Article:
pages from history
It Makes a Bloody Good Read!
The Clever Goats of Gibraltar words | Reg Reynolds
Monkeys, although major tourist attractions, are the main animal pest in Gibraltar these days, more than a century ago the major nuisances were goats. The problem of goats trespassing and eating up gardens became so great that in 1883 a law was passed to control illegal grazing. Although the law was meant to cover all animals, only goats and kids were mentioned specifically. The Act titled Impounding Goats etc, & Notice Thereupon reads: All goats, kids and other animals found trespassing or grazing without permission on any land in Gibraltar, whether cultivated or not, or whether enclosed or unenclosed, may be seized by the owner or occupier of such lands, or any person authorised by him, and be sent or taken to the nearest pound to be detained and dealt with according to this Ordinance. Once a goat was impounded it was up to the Pound-keeper to locate the proper owner and issue a fine and collect any required damages. Notices would be posted in public places and if the owner did not come forward within seven days the captive creature would be sold at auction. However, it must have been difficult for owners to control their animals as an old story reveals that Gibraltar goats were very clever. In 1822 the Brighton Gleaner interviewed a soldier who had served in Gibraltar. The soldier told them that, “A great many goats scrabble about the Rock” and that, “At one point there is a goat road leading down to
the water’s edge”. This path was so narrow that there could be one-way passage only, any misstep or deviation to left or right would mean instant death. One day the solider and others were watching the path when they saw two goats meet head to head — one going up and one going down. They came to a dead stop and neither could turn or step aside without falling to death. The soldier observed: “At last, after deep cogitation and much deliberation, they hit upon a scheme which even man, with all his boasted wisdom could not have surpassed; that is that the one goat lay quietly cautiously down on all fours and allowed the other to march over his body to the great delight of the persons who witnessed this singular dilemma.” n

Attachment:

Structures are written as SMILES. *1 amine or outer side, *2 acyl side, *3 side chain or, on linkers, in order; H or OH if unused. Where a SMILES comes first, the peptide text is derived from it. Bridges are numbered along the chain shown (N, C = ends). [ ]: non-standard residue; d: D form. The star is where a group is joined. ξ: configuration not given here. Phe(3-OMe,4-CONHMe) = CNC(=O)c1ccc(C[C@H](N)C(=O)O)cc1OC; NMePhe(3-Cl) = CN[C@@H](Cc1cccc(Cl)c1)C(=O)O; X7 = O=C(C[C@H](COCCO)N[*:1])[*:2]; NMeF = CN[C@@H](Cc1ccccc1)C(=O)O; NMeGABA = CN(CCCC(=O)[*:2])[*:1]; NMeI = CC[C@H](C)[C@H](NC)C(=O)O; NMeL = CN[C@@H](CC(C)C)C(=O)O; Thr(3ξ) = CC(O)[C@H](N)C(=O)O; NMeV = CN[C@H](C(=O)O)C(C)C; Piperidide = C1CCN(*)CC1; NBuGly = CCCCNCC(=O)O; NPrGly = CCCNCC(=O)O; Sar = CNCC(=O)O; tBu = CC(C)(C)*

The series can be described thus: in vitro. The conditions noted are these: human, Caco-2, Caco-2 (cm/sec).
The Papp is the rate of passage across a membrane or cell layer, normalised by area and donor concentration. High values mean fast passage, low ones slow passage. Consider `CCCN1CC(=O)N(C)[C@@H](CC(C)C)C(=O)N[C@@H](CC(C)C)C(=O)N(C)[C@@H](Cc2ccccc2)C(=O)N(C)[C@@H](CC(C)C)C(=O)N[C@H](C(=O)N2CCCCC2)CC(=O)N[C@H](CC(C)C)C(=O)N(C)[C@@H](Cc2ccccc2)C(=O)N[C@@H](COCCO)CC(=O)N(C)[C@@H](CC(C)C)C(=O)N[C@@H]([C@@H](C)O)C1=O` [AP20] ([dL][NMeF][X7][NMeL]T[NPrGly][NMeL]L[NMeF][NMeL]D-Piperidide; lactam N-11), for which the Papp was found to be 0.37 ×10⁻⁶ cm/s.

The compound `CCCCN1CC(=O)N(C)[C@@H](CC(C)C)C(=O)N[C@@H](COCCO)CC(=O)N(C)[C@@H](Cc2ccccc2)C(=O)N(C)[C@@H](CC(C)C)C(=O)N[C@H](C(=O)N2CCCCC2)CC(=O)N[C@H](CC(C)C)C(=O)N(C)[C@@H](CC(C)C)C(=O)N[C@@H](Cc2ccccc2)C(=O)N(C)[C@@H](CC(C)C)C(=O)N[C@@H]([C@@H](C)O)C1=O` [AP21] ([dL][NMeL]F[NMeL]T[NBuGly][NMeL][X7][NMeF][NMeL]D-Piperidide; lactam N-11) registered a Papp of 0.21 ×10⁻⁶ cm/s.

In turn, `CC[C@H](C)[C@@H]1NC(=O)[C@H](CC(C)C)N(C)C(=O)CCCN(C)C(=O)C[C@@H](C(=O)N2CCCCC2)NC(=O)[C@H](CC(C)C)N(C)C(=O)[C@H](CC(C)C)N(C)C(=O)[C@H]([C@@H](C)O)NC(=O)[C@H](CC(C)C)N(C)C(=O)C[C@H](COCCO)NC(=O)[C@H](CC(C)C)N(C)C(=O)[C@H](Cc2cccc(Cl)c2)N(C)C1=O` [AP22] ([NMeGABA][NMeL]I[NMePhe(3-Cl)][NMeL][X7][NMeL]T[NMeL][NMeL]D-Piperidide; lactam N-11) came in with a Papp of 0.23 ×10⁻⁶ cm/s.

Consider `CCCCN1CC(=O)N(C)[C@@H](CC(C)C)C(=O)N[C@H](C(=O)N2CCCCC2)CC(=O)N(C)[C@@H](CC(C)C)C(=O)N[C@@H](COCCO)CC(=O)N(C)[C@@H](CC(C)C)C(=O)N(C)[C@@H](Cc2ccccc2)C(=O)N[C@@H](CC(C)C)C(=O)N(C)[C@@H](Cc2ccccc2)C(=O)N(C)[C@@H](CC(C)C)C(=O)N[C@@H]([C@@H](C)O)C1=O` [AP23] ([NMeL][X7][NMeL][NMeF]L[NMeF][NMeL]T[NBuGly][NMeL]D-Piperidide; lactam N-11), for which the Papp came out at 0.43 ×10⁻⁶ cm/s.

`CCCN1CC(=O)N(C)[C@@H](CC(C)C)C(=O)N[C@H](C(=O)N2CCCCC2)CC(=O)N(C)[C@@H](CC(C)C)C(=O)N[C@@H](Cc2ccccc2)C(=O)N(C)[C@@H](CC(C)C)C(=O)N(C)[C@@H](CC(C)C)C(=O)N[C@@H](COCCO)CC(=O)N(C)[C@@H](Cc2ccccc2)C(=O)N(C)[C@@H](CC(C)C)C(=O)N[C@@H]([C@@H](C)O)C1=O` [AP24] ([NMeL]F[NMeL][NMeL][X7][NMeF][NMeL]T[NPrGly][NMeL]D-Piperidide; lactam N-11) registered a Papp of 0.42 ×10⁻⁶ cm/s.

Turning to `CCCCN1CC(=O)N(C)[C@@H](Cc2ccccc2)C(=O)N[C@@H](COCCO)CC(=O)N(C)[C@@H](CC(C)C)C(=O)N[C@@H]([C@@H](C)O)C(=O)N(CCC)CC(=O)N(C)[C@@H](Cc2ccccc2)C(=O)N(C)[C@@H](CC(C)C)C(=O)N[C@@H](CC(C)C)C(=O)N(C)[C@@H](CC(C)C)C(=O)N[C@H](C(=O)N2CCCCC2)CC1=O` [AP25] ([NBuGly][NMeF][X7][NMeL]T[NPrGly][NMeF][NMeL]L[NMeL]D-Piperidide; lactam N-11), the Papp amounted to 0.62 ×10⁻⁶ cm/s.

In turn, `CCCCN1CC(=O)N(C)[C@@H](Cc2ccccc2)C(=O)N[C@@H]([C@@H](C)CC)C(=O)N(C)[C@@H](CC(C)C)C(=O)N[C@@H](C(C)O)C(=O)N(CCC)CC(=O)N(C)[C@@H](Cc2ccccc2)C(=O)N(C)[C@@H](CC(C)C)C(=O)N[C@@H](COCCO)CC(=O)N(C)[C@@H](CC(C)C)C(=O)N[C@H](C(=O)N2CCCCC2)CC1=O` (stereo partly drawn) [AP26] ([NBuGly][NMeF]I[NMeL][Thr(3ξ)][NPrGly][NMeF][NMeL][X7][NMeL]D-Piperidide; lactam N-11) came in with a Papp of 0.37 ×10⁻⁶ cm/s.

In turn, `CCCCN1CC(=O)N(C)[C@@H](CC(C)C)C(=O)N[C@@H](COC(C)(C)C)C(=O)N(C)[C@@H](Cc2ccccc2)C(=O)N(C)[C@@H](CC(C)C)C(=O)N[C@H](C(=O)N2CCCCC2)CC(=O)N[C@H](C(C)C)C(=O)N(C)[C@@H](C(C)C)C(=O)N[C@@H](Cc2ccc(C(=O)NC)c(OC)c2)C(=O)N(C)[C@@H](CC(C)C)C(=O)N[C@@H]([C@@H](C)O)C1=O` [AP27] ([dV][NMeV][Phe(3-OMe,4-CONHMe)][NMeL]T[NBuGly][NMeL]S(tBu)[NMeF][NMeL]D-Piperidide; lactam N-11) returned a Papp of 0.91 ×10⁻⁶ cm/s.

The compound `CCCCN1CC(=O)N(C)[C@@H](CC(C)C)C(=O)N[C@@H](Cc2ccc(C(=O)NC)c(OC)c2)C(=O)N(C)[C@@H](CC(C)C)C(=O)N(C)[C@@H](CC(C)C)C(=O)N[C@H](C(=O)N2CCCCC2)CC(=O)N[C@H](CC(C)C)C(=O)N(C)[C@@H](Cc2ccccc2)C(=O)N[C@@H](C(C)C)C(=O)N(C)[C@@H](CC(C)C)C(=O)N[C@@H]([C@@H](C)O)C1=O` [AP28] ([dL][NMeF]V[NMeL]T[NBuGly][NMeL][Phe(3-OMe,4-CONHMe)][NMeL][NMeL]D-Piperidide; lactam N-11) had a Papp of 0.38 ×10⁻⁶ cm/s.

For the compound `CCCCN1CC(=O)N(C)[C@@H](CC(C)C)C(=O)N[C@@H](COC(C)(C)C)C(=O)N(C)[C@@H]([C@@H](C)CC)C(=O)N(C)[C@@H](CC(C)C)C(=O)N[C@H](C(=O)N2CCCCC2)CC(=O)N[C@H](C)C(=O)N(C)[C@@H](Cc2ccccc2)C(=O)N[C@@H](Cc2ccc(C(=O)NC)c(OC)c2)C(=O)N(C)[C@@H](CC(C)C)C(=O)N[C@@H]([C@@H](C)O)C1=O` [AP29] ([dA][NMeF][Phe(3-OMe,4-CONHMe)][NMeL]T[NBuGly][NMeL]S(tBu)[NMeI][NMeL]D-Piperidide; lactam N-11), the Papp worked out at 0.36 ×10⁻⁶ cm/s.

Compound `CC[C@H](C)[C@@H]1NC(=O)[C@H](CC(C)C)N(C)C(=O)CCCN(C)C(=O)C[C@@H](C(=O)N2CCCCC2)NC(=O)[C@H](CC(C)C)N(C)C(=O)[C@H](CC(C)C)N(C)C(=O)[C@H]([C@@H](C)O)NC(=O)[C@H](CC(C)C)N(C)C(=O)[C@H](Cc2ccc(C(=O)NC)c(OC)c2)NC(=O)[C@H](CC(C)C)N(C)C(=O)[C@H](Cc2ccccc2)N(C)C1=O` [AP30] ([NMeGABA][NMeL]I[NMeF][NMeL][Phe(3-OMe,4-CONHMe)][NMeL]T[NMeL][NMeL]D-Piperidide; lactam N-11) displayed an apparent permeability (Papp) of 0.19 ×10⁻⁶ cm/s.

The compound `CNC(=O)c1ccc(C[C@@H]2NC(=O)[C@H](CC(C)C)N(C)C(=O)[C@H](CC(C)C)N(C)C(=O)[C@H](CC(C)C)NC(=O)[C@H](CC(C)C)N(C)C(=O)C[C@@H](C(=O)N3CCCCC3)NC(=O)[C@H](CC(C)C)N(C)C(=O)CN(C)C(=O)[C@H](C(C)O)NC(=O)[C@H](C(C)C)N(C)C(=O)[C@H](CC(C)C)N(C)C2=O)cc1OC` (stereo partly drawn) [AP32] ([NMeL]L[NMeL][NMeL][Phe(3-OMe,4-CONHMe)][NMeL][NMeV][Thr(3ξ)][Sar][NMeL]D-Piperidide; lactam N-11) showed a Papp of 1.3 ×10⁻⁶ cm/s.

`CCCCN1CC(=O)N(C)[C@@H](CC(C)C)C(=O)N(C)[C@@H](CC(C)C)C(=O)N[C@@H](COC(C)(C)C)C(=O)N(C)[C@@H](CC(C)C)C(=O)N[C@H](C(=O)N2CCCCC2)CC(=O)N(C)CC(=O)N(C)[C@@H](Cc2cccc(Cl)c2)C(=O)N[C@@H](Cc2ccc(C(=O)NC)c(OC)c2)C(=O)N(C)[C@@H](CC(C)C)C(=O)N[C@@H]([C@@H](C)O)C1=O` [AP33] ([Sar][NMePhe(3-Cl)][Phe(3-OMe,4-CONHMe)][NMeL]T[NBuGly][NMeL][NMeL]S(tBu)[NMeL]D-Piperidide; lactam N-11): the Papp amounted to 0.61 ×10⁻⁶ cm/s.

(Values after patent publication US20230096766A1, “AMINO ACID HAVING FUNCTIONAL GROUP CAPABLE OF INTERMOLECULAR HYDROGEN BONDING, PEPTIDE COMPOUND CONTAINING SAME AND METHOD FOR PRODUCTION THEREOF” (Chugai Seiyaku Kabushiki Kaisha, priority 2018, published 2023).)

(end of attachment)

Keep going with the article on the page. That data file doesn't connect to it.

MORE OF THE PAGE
At last, after deep cogitation and much deliberation, they hit upon a scheme which even man, with all his boasted wisdom could not have surpassed
As part of the Spring Festival 2013, the Minister of Culture Hon. Steven Linares is launching a novel, Nepenthes, by Elena Scialtiel, at the Garrison Library on 2nd May. Named after a tropical carnivorous plant, this crime novel is set in a dark and stormy Hallowe’en week, and features young, savvy and feisty female Chief Inspector Kay Xiarras of Rocky Cape Police and her fourstrong multi-ethnic Homicides Squad. They are the protagonists of a series of books the author has published in Italy since 2010, one of which, Il Califfo di Qasbat-Al-Noor, was the winner of a nationwide literary contest. This is the fifth installment but it’s the first one to be actually written in English. Here, new characters are introduced, such as street-smart inspectors Nacho and Macarena, and shrewd coroner Nieves, to assist in a joint investigation into gory trafficking for a new breed of biological weaponry which takes Kay and her loyal friends across barren mountains to the historical town of Vega d’Entrepinares and back to Rocky Cape just in time for a ‘Little Shop of Horrors’ themed Hallowe’en party. It all begins when, with the excuse of a break from investigating a vampirish blood drive at Rocky Cape College, Kay accepts her old flame Gabbo’s invitation to a Goth bash in Bahía Sonrisa, which turns into a crime scene when 13 women are found dead in the toilets, their life literally sucked out of them. Off duty and out of her jurisdiction, Kay is thrown in at the deep end when Rocky Cape passports are retrieved on two victims. This action-packed dark thriller will transport you beyond borders, to an imaginary realm of picturesque cityscapes, populated by a cast of atypical and congenial characters, as assorted as exotic plants in a glasshouse. To reserve your copy, contact email@example.com. GIBRALTAR MAGAZINE • MAY 2013
Published on Apr 29, 2013
Published on Apr 29, 2013
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